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Nvme drive?

3.0charlie

3.0 "I kill SR2's" Charlie
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The WD 750 nmve is what I used on the RIVE build, with a modded BIOS and a pcie adapter. Very fast for the price.
 

sswilson

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Sequential read/writes don't really translate to real world performance tho.

SN550 seems like a decent enough drive. But if the SX8200 is only $5 more then its a no brainer. It destroys the SN550 in small file low queue depth random reads, which is what generally shows how much of an imrpovement it will be in real world desktop performance.
Don't these kinds of drives "stall" if you feed them too much data at once? Wouldn't a typical game install make it look like the drive has stopped functioning? (Especially on a laptop that doesn't have an HDD activity LED? ).

edit: If it seems I'm being harsh on this style of drives.... I had a bad experience with a dramless SATA drive which turned me completely off on any iterations of that idea going foreward... :)
 
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lowfat

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Don't these kinds of drives "stall" if you feed them too much data at once? Wouldn't a typical game install make it look like the drive has stopped functioning? (Especially on a laptop that doesn't have an HDD activity LED? ).

edit: If it seems I'm being harsh on this style of drives.... I had a bad experience with a dramless SATA drive which turned me completely off on any iterations of that idea going foreward... :)
AFAIK DRAM on an SSD isn't actually used to cache any writes. It is used as a log/map of data on the drive. But some newer DRAM-less drives use the hosts memory instead. And the ones that don't perform very poorly.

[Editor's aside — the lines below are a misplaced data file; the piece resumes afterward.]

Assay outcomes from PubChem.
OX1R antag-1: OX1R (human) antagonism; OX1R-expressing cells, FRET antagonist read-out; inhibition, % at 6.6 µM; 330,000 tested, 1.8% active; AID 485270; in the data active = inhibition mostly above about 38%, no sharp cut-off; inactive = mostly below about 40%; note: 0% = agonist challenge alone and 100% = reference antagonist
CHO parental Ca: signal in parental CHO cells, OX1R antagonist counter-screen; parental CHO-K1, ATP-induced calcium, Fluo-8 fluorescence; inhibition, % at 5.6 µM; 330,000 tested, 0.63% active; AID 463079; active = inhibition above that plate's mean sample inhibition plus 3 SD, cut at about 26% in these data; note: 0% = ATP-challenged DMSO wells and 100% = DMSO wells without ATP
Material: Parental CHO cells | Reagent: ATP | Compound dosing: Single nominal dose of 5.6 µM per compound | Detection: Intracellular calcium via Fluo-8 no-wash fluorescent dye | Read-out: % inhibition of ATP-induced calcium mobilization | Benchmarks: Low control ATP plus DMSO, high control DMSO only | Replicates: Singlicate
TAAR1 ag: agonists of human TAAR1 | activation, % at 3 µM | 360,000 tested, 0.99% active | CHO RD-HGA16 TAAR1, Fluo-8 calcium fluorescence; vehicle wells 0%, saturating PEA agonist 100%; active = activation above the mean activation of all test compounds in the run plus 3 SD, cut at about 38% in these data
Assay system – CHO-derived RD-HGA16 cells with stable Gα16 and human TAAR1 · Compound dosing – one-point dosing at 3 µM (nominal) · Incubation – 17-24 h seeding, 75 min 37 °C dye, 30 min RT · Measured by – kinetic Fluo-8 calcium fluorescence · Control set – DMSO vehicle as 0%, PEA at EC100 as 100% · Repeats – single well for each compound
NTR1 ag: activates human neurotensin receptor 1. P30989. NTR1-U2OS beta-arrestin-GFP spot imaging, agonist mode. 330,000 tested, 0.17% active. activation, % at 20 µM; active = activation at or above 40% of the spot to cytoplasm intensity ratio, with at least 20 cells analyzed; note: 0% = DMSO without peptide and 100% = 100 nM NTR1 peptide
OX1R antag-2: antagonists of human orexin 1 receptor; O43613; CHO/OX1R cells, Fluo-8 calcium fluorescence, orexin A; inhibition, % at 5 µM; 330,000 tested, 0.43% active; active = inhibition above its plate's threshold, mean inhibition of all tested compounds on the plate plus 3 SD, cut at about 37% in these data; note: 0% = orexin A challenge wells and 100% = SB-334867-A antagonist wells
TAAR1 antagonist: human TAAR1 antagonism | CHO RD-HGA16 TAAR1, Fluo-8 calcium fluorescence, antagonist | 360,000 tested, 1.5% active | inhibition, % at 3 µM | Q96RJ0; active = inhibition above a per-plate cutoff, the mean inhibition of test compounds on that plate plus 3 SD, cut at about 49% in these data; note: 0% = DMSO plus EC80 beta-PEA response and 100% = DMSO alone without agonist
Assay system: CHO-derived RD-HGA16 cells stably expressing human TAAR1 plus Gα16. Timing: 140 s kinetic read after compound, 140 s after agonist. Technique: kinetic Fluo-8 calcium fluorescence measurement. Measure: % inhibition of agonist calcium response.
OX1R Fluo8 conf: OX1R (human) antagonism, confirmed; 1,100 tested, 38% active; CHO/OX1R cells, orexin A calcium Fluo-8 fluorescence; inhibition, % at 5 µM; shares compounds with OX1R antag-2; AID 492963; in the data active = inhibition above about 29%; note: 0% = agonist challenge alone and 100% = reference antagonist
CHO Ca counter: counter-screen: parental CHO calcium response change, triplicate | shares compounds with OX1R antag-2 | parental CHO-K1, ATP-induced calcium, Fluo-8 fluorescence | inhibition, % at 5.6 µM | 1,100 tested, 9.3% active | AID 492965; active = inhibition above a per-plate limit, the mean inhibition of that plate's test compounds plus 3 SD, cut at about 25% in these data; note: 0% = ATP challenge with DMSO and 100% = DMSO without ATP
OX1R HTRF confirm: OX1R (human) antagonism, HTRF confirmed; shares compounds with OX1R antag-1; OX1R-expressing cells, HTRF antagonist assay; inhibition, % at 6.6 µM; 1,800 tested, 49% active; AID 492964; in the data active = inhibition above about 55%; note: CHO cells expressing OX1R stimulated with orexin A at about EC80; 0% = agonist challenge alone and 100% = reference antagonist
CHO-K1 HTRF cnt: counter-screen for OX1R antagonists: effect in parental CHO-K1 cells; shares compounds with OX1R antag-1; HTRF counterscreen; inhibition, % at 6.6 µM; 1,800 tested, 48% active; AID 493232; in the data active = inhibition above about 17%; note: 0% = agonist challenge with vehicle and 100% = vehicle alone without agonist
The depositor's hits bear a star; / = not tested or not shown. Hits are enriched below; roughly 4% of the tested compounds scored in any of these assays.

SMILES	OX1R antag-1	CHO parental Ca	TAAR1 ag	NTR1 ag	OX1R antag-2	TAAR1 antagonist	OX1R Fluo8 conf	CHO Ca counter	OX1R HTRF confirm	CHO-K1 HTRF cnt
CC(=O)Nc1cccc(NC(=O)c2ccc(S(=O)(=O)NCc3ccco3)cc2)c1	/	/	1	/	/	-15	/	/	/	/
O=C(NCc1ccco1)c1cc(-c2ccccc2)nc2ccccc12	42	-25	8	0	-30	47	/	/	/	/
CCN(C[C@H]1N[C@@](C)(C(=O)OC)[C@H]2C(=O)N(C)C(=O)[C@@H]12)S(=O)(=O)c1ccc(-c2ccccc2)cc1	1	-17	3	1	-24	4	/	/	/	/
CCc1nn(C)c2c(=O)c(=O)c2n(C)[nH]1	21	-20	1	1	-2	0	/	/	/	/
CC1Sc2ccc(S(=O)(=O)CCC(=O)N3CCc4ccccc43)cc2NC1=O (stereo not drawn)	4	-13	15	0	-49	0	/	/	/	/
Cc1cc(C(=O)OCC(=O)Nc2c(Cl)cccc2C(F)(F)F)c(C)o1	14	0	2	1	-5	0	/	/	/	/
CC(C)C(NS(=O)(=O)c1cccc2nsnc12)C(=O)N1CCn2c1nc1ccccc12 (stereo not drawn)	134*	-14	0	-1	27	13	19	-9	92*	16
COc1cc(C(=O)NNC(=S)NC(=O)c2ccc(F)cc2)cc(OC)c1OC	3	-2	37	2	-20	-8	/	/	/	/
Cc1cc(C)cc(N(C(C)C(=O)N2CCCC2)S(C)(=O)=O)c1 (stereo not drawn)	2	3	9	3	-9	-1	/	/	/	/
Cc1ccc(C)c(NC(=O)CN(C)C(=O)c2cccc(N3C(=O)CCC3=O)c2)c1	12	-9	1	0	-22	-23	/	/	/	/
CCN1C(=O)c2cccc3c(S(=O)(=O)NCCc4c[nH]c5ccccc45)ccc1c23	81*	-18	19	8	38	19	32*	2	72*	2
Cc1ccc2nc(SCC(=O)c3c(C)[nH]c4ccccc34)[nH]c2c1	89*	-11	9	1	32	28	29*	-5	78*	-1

I think pretty much all QLC / TLC based drives will slow down w/ excessive writes are made. Once a drive has to start writing to the 3rd / 4th layer of a cell, write speed is significantly slower IIRC.


EDIT: I'm not completely right. It seems that some of the DRAM may be used for write caching. Otherwise PLP (power loss protection) wouldn't be a thing for higher end SSDs.
 
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Shadowarez

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so what your saying is i need to buy a few and do a cache test on my test bench, i found i could mitigate qlc issues i would love to see if i ca ndo same with dramless drives if they are actually cheaper then drives wit hdram,
 

Entz

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Yeah the issue comes down to the SLC cache, how big it is and how the drive manages it. Most drives will drop down to SATA speed once this is exhausted.

Still 400-500MB/s is still plenty fast if your dumping 100GB to a drive. 99% of users would never do this unless your pulling from a 10G network or you have ungodly internet speed.
 

Shadowarez

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Like Linus office which last I read was 10gb fiber. I'll grab a couple see were when it drops then load up my primo cache see if it works well with dramless drive's as well as it does with QLC drive's
 

Shadowmeph

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I bought an Nvme drive a while back the only thing I noticed when compared to a Sata SSD it boot times maybe 3-5 seconds faster from a cold boot but thats about it I do like that it doesn't take up allot of space so the fans have less resistance when moving air around
 

Shadowarez

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Unless you have a board like the x299 Asus Sage which has a odd placement for m.2 it sticks off the board horizontally right in the way of front fans.
 
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